"There are jobs galore," declares The Sun. The paper takes one look at "the best unemployment figures in 42 years" and suggests that we should all be celebrating, even if too many of those jobs are still low paid. Why then, asks The Times, are wages not rising? By all the established principles of economics, the paper says, "wages should be rocketing".
As one economist tells the Financial Times, more people in work means employers should be finding it harder to recruit, and paying more to attract new staff. A leading article in The Times suggests the explanation is poor productivity. It adds until we do something about that, there'll be no return to "full-blooded growth" and rising wages.
The Daily Telegraph has a cartoon of Mr Juncker as a high and mighty Caesar laying down "a vision" for the plebs. And the paper argues that it was his ambition for ever-closer union that drove Britain to the exit door. "We may regret the difficulties of extricating ourselves," it says, but "we will not regret leaving".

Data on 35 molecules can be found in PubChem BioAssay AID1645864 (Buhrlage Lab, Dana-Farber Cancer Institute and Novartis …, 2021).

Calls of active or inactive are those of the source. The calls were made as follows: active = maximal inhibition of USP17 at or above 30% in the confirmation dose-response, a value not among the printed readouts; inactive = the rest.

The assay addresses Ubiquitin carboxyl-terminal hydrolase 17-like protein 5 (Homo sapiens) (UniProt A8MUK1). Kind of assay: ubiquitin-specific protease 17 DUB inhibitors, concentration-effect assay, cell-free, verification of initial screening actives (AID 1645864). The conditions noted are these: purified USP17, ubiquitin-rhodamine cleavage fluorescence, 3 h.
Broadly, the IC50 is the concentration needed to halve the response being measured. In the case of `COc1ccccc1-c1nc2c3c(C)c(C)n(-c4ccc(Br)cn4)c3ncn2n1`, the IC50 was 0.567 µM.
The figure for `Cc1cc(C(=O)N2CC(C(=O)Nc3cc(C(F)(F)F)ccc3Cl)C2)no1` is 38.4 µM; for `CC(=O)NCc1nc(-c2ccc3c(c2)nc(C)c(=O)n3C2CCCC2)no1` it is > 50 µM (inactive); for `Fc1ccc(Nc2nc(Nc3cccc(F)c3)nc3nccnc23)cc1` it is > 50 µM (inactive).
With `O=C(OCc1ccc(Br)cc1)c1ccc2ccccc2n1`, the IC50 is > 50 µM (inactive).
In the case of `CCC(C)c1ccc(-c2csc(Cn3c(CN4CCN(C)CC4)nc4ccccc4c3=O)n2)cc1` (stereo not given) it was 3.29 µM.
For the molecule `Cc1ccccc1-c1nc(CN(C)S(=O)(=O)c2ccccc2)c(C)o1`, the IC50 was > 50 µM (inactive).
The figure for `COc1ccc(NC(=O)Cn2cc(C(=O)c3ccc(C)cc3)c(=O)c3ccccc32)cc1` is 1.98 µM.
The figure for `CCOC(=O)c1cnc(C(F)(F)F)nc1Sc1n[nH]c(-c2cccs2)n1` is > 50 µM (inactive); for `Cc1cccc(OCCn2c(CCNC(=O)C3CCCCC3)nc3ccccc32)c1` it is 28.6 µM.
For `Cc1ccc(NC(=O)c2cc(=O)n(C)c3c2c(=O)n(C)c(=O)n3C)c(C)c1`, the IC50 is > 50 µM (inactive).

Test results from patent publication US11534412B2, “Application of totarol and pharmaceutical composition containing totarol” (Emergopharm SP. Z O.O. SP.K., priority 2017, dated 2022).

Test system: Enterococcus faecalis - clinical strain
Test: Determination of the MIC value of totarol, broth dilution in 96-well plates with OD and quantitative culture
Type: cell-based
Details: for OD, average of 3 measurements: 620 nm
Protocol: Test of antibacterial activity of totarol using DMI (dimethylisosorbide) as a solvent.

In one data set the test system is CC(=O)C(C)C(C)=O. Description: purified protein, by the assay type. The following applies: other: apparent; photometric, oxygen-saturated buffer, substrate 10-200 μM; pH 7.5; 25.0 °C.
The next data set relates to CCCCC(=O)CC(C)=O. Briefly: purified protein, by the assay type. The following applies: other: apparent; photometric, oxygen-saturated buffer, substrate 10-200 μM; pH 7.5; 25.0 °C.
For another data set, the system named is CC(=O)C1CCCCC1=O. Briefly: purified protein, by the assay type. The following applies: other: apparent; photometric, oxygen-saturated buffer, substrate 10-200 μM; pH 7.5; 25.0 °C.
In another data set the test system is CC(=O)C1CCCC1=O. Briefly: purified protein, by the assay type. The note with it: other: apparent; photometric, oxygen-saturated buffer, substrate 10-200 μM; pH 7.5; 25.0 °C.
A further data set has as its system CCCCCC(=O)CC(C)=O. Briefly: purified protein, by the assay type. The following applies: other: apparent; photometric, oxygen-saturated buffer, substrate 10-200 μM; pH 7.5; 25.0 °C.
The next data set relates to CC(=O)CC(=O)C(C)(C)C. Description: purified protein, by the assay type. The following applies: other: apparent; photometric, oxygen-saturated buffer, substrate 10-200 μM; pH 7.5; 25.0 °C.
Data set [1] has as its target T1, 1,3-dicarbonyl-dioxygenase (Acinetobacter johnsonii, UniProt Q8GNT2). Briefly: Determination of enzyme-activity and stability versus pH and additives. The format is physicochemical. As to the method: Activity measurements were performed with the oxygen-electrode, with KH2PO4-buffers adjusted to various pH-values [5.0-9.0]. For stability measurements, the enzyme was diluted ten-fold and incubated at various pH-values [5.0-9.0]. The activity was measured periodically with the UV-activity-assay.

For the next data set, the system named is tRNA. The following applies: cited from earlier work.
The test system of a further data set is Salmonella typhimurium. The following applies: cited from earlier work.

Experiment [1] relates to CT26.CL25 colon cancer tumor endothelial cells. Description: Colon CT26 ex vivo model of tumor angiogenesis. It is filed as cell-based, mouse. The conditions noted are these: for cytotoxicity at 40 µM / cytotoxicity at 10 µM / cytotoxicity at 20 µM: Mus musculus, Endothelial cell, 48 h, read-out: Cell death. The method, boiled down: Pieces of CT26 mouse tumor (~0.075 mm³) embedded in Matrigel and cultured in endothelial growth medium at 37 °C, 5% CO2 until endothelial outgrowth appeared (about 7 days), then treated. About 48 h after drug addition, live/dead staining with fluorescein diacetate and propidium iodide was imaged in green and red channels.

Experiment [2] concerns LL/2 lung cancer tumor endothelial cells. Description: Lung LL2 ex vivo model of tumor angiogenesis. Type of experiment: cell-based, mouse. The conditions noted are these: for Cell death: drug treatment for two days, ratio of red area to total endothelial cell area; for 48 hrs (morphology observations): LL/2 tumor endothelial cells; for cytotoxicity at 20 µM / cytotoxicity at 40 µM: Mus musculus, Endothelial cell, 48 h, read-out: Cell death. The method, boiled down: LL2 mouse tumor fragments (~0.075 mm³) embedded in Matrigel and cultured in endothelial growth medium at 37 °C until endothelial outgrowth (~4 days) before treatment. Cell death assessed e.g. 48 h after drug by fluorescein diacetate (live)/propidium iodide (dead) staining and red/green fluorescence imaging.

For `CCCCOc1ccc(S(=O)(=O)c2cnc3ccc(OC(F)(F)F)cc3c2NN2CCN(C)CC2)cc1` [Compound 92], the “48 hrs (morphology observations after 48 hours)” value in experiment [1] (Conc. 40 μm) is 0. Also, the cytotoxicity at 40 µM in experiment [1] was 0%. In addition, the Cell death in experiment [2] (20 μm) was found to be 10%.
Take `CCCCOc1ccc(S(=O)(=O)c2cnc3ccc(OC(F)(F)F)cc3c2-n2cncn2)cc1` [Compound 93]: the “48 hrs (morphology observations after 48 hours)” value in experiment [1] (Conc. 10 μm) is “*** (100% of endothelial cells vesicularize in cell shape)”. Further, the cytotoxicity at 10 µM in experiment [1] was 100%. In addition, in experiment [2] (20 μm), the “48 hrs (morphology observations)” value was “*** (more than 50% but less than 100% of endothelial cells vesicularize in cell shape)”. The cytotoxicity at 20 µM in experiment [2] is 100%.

How far anyone should go in criticising political enemies is a question asked as the papers mull over remarks attributed to George Osborne. As The Guardian reports, he's said to have told staff at the Evening Standard that he won't rest until Mrs May is chopped up in bags in his freezer.
The paper calls that "gruesome language" which has upset some of his Conservative colleagues. The Daily Mirror, no friend to Mrs May, calls him "frighteningly bitter" and "more unhinged every day." Perhaps his words have not been taken entirely seriously though, as The Times quotes a Downing Street spokesman saying, "the contents of the former chancellor's freezer are not a matter for me".
Prominent coverage is given to the arrest of an intruder at the school attended by Prince George. The Mirror calls it a "security scare" and says a review is having to be conducted, "just days after Prince George started at his new school". A former royal protection officer in the Mail thinks the breach was "completely unacceptable". He said: "Suppose it had been a terrorist intent on killing?"
Notorious murder weapons from the past have a certain fascination for some. The Guardian reports that the "infamous ice axe" used by a Stalinist assassin to murder the exiled Russian revolutionary Leon Trotsky in 1940 is to go on public display for the first time. It will be exhibited in the International spy museum in Washington, having previously been seen only at a police news conference in Mexico City six decades ago.